Monday February 19th, 2001.
VRML200x is the in-house name for the next version of the VRML ISO standard; VRML97 being the current version of the standard. The goals of VRML200x are to produce a revision of the VRML specification which offers improved flexibility and which incorporates many of the developments that have taken place since the original standard was awarded. For example, it is expected that VRML200x will provide a small "core" set of capabilities, but that these can be extended through a powerful extension mechanism. It is also anticipated that VRML200x will be tightly integrated with evolving W3C standards such as XML, and will provide support for accessing many of the graphics features of the latest generation of graphics cards such as multitexturing. Ongoing work in the groups such as X3D and RM3D will feed into the eventual VRML200x specification.
It is the goal of this workshop to provide suggestions and dialog on some of the new capabilities that could become part of VRML200x. The purpose is to stimulate new ideas and foster thought on the next revision of the VRML specification. In order to achieve this, a set of world-class experts has been assembled from industry and academia to present their own work in extending the boundaries of plain vanilla VRML97.
- Bryan Housel of DRaW Computing, <firstname.lastname@example.org>
Bryan is a software engineer working at DRaW Computing Associates working on the OpenWorlds VRML browsers. He will be talking about a new Shadow node that has been implemented as an extension for the OpenWorlds browser. Shadows represent an important visual cue in computer graphics images but they are still rarely found in Web3D animations. Bryan will describe the proposed Shadow node and provide implementation results.
- Don Brutzman of NPS, <email@example.com>
Don is a professor at the Naval Postgraduate School in Monterey and the chair of the Web3D Consortium's X3D working group. He will describe the new nodes that are in X3D/VRML 200x, summarize DTD/Schema tagsets, and show the results of the group's implementation and evaluation work. This will include showing how DIS-Java-VRML, GeoVRML, H-Anim, and NURBS nodes can work together in a consistent framework.
- Thomas Volk of Blaxxun, <firstname.lastname@example.org>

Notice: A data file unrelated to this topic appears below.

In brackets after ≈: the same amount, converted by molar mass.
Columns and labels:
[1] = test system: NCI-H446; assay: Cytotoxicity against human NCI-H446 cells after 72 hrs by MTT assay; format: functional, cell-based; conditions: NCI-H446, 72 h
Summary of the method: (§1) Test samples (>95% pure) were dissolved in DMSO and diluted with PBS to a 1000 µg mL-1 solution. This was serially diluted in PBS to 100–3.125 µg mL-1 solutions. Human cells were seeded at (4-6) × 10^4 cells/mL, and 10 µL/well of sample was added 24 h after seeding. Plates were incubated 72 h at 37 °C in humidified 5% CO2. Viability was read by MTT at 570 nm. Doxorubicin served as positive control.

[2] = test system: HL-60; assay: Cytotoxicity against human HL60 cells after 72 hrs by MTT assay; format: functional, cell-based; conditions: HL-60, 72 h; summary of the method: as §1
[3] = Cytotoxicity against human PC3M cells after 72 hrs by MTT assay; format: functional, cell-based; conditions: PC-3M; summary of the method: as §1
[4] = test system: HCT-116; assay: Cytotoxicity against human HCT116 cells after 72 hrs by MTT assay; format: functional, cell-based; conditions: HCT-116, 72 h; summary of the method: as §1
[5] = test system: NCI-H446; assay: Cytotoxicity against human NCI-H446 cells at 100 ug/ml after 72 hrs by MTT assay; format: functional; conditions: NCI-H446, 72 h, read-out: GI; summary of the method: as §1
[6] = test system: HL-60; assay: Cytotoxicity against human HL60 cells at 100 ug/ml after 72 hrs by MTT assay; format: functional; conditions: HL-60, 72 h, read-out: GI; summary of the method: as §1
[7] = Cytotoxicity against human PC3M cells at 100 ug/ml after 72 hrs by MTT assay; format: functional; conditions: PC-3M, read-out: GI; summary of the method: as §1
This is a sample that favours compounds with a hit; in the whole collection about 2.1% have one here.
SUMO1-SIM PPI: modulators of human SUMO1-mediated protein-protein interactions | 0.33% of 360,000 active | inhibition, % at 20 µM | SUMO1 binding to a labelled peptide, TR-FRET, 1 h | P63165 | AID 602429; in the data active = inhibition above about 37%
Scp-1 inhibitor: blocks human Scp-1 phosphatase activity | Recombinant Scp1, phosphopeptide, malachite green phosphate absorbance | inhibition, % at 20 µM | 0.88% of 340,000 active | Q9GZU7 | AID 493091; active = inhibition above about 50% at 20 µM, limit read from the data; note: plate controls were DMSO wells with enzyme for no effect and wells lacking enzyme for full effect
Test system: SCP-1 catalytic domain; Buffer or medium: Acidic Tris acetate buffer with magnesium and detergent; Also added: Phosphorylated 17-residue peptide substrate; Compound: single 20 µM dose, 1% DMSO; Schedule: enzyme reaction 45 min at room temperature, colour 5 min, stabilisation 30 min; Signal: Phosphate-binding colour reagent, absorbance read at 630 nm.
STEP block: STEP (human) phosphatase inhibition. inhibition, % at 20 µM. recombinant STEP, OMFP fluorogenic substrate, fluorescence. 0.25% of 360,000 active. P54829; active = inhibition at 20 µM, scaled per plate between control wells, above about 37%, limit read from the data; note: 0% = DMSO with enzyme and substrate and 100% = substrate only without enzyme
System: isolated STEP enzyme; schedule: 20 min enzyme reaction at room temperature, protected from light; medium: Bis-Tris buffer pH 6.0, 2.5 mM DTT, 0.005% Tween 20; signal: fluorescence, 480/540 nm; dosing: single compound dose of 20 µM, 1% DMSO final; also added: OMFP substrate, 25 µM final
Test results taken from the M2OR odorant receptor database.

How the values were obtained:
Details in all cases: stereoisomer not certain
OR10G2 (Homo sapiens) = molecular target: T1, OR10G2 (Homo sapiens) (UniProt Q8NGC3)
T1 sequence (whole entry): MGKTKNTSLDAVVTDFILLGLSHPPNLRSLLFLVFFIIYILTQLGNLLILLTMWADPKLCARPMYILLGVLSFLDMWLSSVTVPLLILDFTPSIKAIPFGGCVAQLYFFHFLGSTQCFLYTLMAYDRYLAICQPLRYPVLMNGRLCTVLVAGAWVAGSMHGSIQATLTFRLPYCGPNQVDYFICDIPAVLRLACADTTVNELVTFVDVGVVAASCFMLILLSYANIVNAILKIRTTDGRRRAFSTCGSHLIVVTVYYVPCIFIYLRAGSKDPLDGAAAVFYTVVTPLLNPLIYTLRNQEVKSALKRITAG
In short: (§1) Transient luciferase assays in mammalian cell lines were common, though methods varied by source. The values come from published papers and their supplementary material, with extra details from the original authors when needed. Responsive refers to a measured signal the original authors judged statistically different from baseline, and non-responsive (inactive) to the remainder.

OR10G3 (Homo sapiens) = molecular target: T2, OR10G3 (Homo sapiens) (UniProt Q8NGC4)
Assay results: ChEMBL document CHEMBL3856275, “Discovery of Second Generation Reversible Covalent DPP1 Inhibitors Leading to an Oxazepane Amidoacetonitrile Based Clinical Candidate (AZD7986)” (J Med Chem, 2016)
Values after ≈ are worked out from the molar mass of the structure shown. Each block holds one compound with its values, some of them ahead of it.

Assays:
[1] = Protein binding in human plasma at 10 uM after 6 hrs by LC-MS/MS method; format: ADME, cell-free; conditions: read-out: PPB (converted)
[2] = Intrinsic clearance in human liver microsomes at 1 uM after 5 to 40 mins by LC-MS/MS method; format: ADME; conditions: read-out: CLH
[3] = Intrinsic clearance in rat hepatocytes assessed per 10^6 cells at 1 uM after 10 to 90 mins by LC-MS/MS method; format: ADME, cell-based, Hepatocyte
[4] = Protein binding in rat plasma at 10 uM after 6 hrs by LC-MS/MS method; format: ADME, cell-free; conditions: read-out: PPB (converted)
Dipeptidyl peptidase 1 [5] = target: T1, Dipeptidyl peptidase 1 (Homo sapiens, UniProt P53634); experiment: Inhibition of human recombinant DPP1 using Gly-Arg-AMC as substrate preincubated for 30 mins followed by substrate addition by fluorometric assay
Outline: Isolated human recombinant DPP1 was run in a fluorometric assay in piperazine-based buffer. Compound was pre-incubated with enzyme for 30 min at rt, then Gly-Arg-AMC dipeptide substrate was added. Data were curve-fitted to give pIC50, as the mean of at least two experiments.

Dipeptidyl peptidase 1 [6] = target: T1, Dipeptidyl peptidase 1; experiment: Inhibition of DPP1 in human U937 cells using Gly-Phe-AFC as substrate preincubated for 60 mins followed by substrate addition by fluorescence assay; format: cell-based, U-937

Thomas Volk is a software engineer with blaxxun interactive in Germany. He will be talking about a number of nodes that address the lack of flexibility of adaptable user interfaces and navigation modes in VRML. For example, multimodal interaction, such as the use of gesture and speech, promises further improvement of the usability of 3D applications. Key nodes that are proposed include a DeviceSensor node that allows grabbing arbitrary user input, and a Camera node to realize arbitrary navigation modes. In addition, Thomas will present blaxxun's proposed nodes for multitexture support.
- Krzysztof Walczak of Poznan University of Economics, <email@example.com>
Krzysztof is a research assistant in the Department of Information Technology at the Poznan University of Economics in Poland. He will be describing a new method of dynamic generation of virtual scenes. The virtual scenes are dynamically generated from virtual scene models coded in a high-level XML-based language called X-VRML. The language provides object-orientation, access to databases, and programming techniques known from procedural languages like variables, conditions, and loops.
- Paul Isaacs of Eyematic Interfaces Inc., <firstname.lastname@example.org>
Paul Isaacs is Chief 3D Engineer and Product Manager of Shout3D with Eyematic Interfaces Inc. He will discuss how a standard's specification can shape the ways in which a system may be extended by users. Extensibility of interaction, rendering, geometry generation, and object transformation each rely on the availability of different information and points of entry into the system; but making that information available comes with tradeoffs for implementers of the specification. He will discuss four tool sets as case studies (Open Inventor, VRML '97 EAI, Shout3D 1.0, and Shout3D 2.0). He will also show Shout3D 2.0's latest sets of extension nodes as well as demonstrate the types of extensions developed by the Shout3D user community.
This will be a half-day workshop, held on afternoon of Day 1 of the Web3D|VRML 2001 conference, 19 February 2001. The workshop will run from 2:30pm until 5:45pm, with a 15 minute break in the middle. The tentative timetable is as follows:
14:30 - 14:40 : Welcome (Martin Reddy) 14:40 - 15:05 : Bryan Housel, DRaW 15:05 - 15:30 : Don Brutzman, NPS 15:30 - 16:00 : Thomas Volk, Blaxxun 16:00 - 16:15 : Break 16:15 - 16:45 : Krzysztof Walczak, Poznan University of Economics 16:45 - 17:15 : Paul Isaacs, Eyematic Interfaces Inc. 17:15 - 17:45 : Discussion Period and Closing (Martin Reddy)
This workshop is being organized by Martin Reddy of SRI International. For further information about this workshop, please contact the organizer via e-mail at: email@example.com.